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This Is Why You Should Sleep on Your Left Side (Backed by Science)

This Is Why You Should Sleep on Your Left Side (Backed by Science)

We all know that duration of sleep is critical for mental and physical wellbeing, but it turns out that sleep position may be another important factor in the quest for optimum health.

Specifically, a small body of research suggests that, for many people, sleeping on the left side may be the ticket to better health and better sleep. The theory stems from Ayurveda, a holistic approach to health and medicine that originated in India.

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So why all the fuss about sleeping on the left side? Turns out it may be good for our digestion, our backs, and even our hearts due to the positions of different organs. Here are six potential benefits that may be derived from catching some Zzzs while lying on your left side.

sleeping-on-the-left-side

    1. It bolsters the lymphatic system.

    According to Ayurvedic medicine, sleeping on your left side allows your body to better filter lymph fluid and waste via the lymph nodes as the left side of our body is the dominant lymphatic side. Western research has also found that sleeping on the left side can help the body process waste materials from the brain. In contrast, sleeping on your right side can decrease the lymphatic system’s efficiency.

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    2. It may improve digestion.

    When it comes to digestion, sleeping on the left side may be preferable to the right due to the simple matter of gravity. Specifically, lying on the left side allows food waste to easily move from the large intestine into the descending colon (meaning you’re more likely to have a bowel movement upon waking). Sleeping on the left side also allows the stomach and pancreas to hang naturally (our stomach lies on the left side of the body), which can keep the development of pancreatic enzymes and other digestive processes humming. (Need help visualizing this process? Consult the image above).

    3. It’s good for your heart.

    Doctors have long recommended that pregnant women sleep on their left side in order to improve circulation to the heart. Even if you’re not pregnant (or a woman), sleeping on the left side may help to take some pressure off the heart, as gravity can facilitate both lymph drainage toward and aortic circulation away from the heart. That said, it should be noted that there’s some debate over whether sleeping on the left or right side is best for heart health.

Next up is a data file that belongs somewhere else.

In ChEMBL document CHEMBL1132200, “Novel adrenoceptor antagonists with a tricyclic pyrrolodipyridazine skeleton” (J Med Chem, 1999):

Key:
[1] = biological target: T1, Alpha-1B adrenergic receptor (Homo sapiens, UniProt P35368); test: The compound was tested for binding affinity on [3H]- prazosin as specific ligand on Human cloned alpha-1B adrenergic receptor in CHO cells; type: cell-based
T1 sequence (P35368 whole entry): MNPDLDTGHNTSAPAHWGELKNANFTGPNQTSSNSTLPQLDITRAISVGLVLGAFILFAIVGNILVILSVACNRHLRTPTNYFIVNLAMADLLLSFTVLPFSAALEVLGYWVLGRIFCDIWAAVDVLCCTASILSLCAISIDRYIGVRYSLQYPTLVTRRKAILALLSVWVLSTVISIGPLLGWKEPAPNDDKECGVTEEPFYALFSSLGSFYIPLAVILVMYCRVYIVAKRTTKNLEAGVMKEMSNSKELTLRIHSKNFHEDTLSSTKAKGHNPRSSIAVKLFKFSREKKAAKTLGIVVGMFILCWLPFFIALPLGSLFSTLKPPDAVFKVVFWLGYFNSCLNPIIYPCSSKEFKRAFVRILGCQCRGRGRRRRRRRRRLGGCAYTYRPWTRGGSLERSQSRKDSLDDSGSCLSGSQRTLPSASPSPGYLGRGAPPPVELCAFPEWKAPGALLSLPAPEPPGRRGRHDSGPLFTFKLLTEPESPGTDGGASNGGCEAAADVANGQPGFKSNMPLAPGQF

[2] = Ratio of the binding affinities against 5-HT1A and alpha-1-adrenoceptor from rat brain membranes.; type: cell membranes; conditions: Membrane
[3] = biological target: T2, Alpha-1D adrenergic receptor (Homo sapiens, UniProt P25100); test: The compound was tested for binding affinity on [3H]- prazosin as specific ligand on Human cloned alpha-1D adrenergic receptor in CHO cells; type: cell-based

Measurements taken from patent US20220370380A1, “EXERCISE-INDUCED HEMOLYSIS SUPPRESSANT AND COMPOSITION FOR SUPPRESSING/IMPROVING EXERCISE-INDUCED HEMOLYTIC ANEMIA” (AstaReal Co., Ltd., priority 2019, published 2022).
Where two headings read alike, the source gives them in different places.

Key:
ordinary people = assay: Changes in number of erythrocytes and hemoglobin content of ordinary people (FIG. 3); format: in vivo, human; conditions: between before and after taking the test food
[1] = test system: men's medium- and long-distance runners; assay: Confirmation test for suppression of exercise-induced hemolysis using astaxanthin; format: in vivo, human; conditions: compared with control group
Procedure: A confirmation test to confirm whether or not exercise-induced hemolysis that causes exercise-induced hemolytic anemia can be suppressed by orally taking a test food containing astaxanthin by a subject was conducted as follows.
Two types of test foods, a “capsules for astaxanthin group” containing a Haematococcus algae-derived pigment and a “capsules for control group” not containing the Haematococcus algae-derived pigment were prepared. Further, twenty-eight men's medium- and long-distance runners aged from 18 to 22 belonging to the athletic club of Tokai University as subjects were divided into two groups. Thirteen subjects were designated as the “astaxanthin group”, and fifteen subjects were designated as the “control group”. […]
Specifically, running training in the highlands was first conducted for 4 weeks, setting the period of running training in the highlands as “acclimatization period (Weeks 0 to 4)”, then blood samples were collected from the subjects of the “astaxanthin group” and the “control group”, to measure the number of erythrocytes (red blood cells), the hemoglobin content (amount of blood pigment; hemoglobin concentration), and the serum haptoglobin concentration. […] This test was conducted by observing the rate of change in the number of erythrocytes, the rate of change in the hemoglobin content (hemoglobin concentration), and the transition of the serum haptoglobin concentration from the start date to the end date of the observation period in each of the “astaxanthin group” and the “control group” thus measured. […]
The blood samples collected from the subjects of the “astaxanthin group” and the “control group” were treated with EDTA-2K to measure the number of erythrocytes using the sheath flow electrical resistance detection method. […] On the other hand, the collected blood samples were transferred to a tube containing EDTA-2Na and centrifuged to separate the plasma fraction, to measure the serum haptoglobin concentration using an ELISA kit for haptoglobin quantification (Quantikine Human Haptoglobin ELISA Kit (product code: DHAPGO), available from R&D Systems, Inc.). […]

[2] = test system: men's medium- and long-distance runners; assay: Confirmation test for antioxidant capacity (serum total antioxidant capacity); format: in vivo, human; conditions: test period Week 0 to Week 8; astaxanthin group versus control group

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    4. It’s ideal for pregnant women.

    Sleeping on the left side doesn’t only improve pregnant women’s circulation. It can also help to relieve pressure on the back, keep the uterus from squeezing the liver, and increase blood flow to the uterus, kidneys, and fetus. For this reason, doctors tend to recommend that pregnant women spend as much of their sleep time as possible on their left sides.

    5. It may reduce heartburn.

    A study published in The Journal of Clinical Gastroenterology found that lying on the left side can help reduce acid reflux symptoms. Again this is because our stomach lies on the left side. Conversely, lying on the right side may aggravate these symptoms. The effects are fairly immediate; if you’re struggling with heartburn after a meal, try taking a 10-minute lie-down on your left side.

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    6. It may relieve back pain.

    People who suffer from chronic back pain may benefit from switching to left-side sleeping. That’s because sleeping on your side can relieve pressure on the spine. Feeling more comfortable, in turn, will improve your chances of getting a good night’s sleep.

    Note

    While all of these factors point to compelling reasons to start sleeping on your left side, it’s important to note that some people—including those with heart disease, sleep apnea, glaucoma, and carpal tunnel syndrome—may not benefit from side sleeping. If you’re unsure about what sleep positions may be best for you, it’s always a good idea to consult a medical professional.

    How to make the switch

    If you are ready to make the switch, you’ll find that it may take some time to build the new habit of sleeping on your left side. Implementing a few simple strategies can help ensure a smooth transition. For instance, you may want to experiment with putting a body pillow behind your back so that it’s harder for you to roll off of your left side during sleep. It can also be helpful to try sleeping on the opposite side of the bed than you normally do; that way your sleep orientation won’t feel much different (even if you’re sleeping on your opposite side).

    It will also be important to choose a mattress that’s ideal for side sleeping. Because sleeping on your side can put pressure on the hips and shoulders, it’s important to choose a softer mattress that will help relieve pressure in those areas. Also be sure to look for a mattress that allows the spine to rest in natural alignment. And of course, make sure that whatever mattress you choose feels comfortable to you. The combination of a comfy bed and a health-promoting sleeping position is sure to increase your chances of sleeping well and feeling great whenever you wake up.

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    Kenny Kline

    Entrepreneur

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    Last Updated on February 21, 2019

    12 Best Brain Foods That Improve Memory and Boost Brain Power

    12 Best Brain Foods That Improve Memory and Boost Brain Power

    Nutrition plays a vital role in brain function and staying sharp into the golden years. Personally, my husband is going through medical school, which is like a daily mental marathon. Like any good wife, I am always looking for things that will boost his memory fortitude so he does his best in school.

    But you don’t have to be a med student to appreciate better brainiac brilliance. If you combine certain foods with good hydration, proper sleep and exercise, you may just rival Einstein and have a great memory in no time.

    I’m going to reveal the list of foods coming out of the kitchen that can improve your memory and make you smarter.